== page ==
Guest Post: This article published with permission from our partners at DroneII, Drone Industry Insights.
With the industry maturing, the drone job market within it is becoming increasingly complex and more difficult to navigate – companies are competing not only to develop the latest UAV technology, but also to grab the very best engineers out there. More automated and integrated solutions possible for clients, and the manpower and job-specific skills for this simply do not grow on trees. Neither do the marketing, and management professionals who know how to sell these products.
To help companies navigate the challenges of recruitment, we have done some research to show you what the drone job market looks like and what the trends to watch out for are.
U.S. Companies are Top Recruiters, While Israel is Home to Rising Stars
Last year DRONEII conducted some market research to produce a snapshot of the job market in the drone industry in the summer of 2018. Our team looked at over 400 companies in the hardware, software and services sectors of the drone industry, a ¼ of which had job openings at the time of research. Of course, it was impossible to present true market shares in this instance, especially as Chinese companies are less transparent in their hiring processes than other business, not tending to make use of back channels like head-hunters.
In terms of hot spots for work in the drone industry, the United States, and especially California, is home to most of the companies hiring. Within the European context France, the UK, Germany, Switzerland and the Netherlands remain dominant hot spots of drone related recruitment. Meanwhile, in the Middle East Israel is home to a particularly booming drone industry, mainly thanks to Airobotics and Percepto, but also some start-ups we have mentioned recently like the Tel Aviv-based Civdrone.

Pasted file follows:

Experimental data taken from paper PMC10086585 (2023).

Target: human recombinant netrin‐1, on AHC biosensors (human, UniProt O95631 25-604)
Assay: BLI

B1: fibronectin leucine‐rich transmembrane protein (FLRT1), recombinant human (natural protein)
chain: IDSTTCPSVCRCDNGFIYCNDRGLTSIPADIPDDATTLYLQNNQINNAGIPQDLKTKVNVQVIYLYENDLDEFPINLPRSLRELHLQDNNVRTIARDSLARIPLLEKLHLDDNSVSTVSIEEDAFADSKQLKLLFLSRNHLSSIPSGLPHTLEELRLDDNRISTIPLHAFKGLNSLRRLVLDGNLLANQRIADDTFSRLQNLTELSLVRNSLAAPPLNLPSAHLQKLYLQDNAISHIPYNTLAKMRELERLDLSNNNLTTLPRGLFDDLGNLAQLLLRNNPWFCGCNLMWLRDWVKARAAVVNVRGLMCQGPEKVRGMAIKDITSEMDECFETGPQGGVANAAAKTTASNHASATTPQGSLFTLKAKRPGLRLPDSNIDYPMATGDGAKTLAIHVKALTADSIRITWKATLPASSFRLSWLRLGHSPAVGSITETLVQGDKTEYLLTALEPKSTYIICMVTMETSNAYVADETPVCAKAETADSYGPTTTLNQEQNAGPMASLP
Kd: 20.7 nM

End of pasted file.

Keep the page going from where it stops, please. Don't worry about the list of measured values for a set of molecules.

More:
Wanted: Software Engineers
Overall, we looked at 903 job advertisements listed by 102 different companies – 622 were hardware manufacturers, 150 software, and just 11 were from DSPs. Despite most job advertisements coming from platform manufacturers, the most sought-after position was in fact that of a software engineer.
- Software engineersare the most sought after in the drone industry both by platform manufacturers and by software companies. This is partly because some companies like Thales Alenia Space or DELAIRare both hardware and software manufacturers. Another reason is that hardware companies like the recently acquired Aeryon Labs, Flyability and Matternet are hiring software engineers for their R&D divisions firstly in order to continue increase the level of automation within their products (e.g. sense & avoid features) and secondly as a response to the growing demand for E2E (end-to-end) solutions.
- Hardware engineers are exclusively sought after by hardware manufacturers. Thanks to the many features which drones can and must contain, they come from a variety of backgrounds: electrical engineering, mechanical engineering, and aeronautical engineering.
- Sales roles are the portion of drone jobs which are customer oriented and as drone companies grow bigger increasingly focus on specific regions (for example, companies seeking sales executives for specifically California, or the Eastern Cape).
- Operations job offerings represent the bulk of manual jobs including work of technicians, inspectors, and warehouse staff.